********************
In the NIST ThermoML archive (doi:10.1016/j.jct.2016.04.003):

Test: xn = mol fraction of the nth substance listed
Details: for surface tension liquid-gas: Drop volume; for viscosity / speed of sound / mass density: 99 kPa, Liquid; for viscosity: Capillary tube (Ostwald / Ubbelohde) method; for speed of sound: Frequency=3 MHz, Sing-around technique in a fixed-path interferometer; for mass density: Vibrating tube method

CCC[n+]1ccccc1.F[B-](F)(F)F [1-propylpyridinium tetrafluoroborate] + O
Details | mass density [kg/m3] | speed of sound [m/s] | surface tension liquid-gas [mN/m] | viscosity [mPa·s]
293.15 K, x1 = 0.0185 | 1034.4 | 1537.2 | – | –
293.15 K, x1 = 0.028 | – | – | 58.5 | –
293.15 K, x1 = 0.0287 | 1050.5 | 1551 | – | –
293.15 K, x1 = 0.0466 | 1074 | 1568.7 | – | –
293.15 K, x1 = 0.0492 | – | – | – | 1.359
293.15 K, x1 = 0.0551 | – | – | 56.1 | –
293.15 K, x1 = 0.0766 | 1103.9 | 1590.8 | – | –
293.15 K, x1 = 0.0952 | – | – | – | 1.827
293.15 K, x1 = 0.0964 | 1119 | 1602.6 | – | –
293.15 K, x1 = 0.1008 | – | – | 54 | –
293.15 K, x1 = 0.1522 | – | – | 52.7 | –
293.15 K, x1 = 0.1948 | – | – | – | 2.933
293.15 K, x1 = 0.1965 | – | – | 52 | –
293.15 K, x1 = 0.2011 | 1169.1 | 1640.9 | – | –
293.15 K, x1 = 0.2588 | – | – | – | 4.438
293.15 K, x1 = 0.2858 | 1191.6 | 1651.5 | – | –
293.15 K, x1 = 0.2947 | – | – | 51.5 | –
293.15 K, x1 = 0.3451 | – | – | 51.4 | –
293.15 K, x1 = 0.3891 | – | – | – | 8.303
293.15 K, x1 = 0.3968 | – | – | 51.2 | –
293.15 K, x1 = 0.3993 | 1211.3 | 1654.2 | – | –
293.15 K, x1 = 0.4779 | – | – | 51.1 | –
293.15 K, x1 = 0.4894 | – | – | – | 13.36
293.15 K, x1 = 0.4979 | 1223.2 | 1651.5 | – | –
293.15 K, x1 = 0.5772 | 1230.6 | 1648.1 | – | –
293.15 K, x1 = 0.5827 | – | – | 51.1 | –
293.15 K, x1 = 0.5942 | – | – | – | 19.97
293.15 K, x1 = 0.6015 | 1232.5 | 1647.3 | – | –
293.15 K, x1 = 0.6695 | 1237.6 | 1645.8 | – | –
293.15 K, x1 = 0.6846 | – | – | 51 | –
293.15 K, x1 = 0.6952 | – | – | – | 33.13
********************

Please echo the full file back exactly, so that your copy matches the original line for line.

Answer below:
In the NIST ThermoML archive (doi:10.1016/j.jct.2016.04.003):

Test: xn = mol fraction of the nth substance listed
Details: for surface tension liquid-gas: Drop volume; for viscosity / speed of sound / mass density: 99 kPa, Liquid; for viscosity: Capillary tube (Ostwald / Ubbelohde) method; for speed of sound: Frequency=3 MHz, Sing-around technique in a fixed-path interferometer; for mass density: Vibrating tube method

CCC[n+]1ccccc1.F[B-](F)(F)F [1-propylpyridinium tetrafluoroborate] + O
Details | mass density [kg/m3] | speed of sound [m/s] | surface tension liquid-gas [mN/m] | viscosity [mPa·s]
293.15 K, x1 = 0.0185 | 1034.4 | 1537.2 | – | –
293.15 K, x1 = 0.028 | – | – | 58.5 | –
293.15 K, x1 = 0.0287 | 1050.5 | 1551 | – | –
293.15 K, x1 = 0.0466 | 1074 | 1568.7 | – | –
293.15 K, x1 = 0.0492 | – | – | – | 1.359
293.15 K, x1 = 0.0551 | – | – | 56.1 | –
293.15 K, x1 = 0.0766 | 1103.9 | 1590.8 | – | –
293.15 K, x1 = 0.0952 | – | – | – | 1.827
293.15 K, x1 = 0.0964 | 1119 | 1602.6 | – | –
293.15 K, x1 = 0.1008 | – | – | 54 | –
293.15 K, x1 = 0.1522 | – | – | 52.7 | –
293.15 K, x1 = 0.1948 | – | – | – | 2.933
293.15 K, x1 = 0.1965 | – | – | 52 | –
293.15 K, x1 = 0.2011 | 1169.1 | 1640.9 | – | –
293.15 K, x1 = 0.2588 | – | – | – | 4.438
293.15 K, x1 = 0.2858 | 1191.6 | 1651.5 | – | –
293.15 K, x1 = 0.2947 | – | – | 51.5 | –
293.15 K, x1 = 0.3451 | – | – | 51.4 | –
293.15 K, x1 = 0.3891 | – | – | – | 8.303
293.15 K, x1 = 0.3968 | – | – | 51.2 | –
293.15 K, x1 = 0.3993 | 1211.3 | 1654.2 | – | –
293.15 K, x1 = 0.4779 | – | – | 51.1 | –
293.15 K, x1 = 0.4894 | – | – | – | 13.36
293.15 K, x1 = 0.4979 | 1223.2 | 1651.5 | – | –
293.15 K, x1 = 0.5772 | 1230.6 | 1648.1 | – | –
293.15 K, x1 = 0.5827 | – | – | 51.1 | –
293.15 K, x1 = 0.5942 | – | – | – | 19.97
293.15 K, x1 = 0.6015 | 1232.5 | 1647.3 | – | –
293.15 K, x1 = 0.6695 | 1237.6 | 1645.8 | – | –
293.15 K, x1 = 0.6846 | – | – | 51 | –
293.15 K, x1 = 0.6952 | – | – | – | 33.13